1. First of all, can they post a new schedule with only 24 hours notice and expect the employees to immediately adhere to it?

2. If they force her down to the part-time position, can they strip her of her present wage (which includes the raise) and force her to take minimum wage? (I thought you could only do that if she quits and is rehired)

3. Is there any recourse in this matter?
Submitted: 3 years ago.
Category: Canada Law
Expert:  Legal Ease replied 3 years ago.
Thank you for your question.

Before I begin I want to explain a bit about how the site works.

It may be that I will find that I need to gather further information from you. As well, it's quite possible that you may feel the need to ask me additional questions for further clarification.Please do not worry that you will be charged additionally if I ask you questions or if you need to ask me questions. That is not at all how the site works.

As well, please understand that as a careful lawyer I will always give you an honest answer even if the answer is sometimes not what you were hoping for.

Finally, as we go through the process please do not feel rushed if I ask you a question. You are always free to take your time to gather more information before you post back. As well, please understand that even after you rate me the post will not lock and you could always come back for further clarification if you think of something a bit later on down the road.

I am sorry to hear this is happening to your daughter.

he situation does sound like this may be a case of constructive dismissal.

When an employer does something that fundamentally changes the nature of the employment so that it drives the employee to quit, this may be a case of constructive dismissal. This is usually the case when the employer reduces wages, cuts hours etc. It is also the case where the employer's conduct makes it intolerable for the employee to continue working.

If an employee does quit under these circumstances then the law is that constructive dismissal is wrongful dismissal and the employer will be liable for damages.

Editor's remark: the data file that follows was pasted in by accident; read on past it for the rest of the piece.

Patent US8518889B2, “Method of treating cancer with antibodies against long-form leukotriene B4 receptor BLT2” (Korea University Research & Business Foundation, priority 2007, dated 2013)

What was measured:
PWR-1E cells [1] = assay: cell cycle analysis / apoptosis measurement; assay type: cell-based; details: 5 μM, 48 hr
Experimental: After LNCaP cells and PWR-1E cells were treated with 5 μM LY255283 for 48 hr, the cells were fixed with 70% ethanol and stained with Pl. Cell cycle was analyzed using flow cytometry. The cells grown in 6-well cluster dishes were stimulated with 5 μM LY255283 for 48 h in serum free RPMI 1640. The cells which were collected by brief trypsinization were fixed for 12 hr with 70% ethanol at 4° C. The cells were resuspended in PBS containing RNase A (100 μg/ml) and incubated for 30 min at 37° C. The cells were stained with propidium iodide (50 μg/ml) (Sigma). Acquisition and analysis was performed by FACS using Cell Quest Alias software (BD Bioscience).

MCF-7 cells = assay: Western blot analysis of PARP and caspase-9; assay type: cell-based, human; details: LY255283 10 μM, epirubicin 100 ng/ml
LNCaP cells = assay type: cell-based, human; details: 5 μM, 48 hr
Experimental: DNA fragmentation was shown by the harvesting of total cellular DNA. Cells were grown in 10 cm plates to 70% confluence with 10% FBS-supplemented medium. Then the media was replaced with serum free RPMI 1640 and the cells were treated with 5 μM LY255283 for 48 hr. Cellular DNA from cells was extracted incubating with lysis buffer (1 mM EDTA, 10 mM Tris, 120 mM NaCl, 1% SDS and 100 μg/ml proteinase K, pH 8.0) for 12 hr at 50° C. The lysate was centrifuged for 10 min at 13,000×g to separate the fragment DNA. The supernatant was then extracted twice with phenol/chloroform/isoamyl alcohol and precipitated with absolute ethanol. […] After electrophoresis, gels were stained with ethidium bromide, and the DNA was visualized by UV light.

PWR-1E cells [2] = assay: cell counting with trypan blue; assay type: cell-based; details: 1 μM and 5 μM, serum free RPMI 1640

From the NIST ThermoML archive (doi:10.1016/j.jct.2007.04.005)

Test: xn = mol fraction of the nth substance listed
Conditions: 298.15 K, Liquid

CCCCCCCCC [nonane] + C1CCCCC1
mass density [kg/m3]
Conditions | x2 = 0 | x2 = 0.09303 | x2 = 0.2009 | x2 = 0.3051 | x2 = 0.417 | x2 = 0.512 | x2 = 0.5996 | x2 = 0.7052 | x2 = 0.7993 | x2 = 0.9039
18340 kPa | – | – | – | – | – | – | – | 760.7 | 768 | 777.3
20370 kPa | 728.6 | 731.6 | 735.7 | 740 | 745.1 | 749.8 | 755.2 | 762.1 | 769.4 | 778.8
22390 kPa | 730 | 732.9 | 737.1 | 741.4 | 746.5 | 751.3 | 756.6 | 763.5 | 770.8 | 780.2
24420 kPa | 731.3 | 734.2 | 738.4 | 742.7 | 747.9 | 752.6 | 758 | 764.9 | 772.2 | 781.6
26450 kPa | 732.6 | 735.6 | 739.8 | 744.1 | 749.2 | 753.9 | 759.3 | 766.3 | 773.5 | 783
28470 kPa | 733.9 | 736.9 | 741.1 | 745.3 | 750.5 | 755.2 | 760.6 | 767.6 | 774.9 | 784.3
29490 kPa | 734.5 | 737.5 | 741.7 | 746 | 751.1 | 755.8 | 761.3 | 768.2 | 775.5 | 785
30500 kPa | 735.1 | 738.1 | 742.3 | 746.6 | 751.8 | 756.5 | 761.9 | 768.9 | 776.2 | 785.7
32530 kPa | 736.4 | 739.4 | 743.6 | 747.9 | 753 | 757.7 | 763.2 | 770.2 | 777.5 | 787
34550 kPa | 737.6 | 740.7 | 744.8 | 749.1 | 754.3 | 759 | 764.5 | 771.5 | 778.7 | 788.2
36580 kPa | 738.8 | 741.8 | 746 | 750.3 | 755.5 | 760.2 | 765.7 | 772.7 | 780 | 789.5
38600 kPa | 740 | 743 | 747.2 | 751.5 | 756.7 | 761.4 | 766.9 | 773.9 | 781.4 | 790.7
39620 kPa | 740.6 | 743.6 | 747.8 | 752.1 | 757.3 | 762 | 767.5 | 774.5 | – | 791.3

If you are considering this option it is crucial that you first consult with an employment lawyer so that you can get a legal opinion from an expert both about whether the facts amount to constructive dismissal and, as well, about what damages you may be entitled to.

Generally the damages would be equal to what you would receive had you been dismissed without cause. If that had been the case you would have been entitled to receive "reasonable" notice or pay in lieu of notice.

Generally, in determining what is reasonable notice Courts look at several factors including the length of time you worked for the employer, your age, your position, the likelihood of finding new employment etc.

At the high end, if you were in a managerial position, the Court would likely order one month's notice or pay in lieu of notice for each year of employment. If you were not in a managerial position the Court would order somewhat less.

It sounds to me that your daughter's next step should be to consult with an employment lawyer face to face.

Your daughter can contact the Law Society and use their Lawyer Referral Service. She will be given the name of a lawyer and can consult with the lawyer and the first half hour will be free.

The number is:

1-800-661-1095 or
403-228-1722 in Calgary

Let me know if you need any further clarification.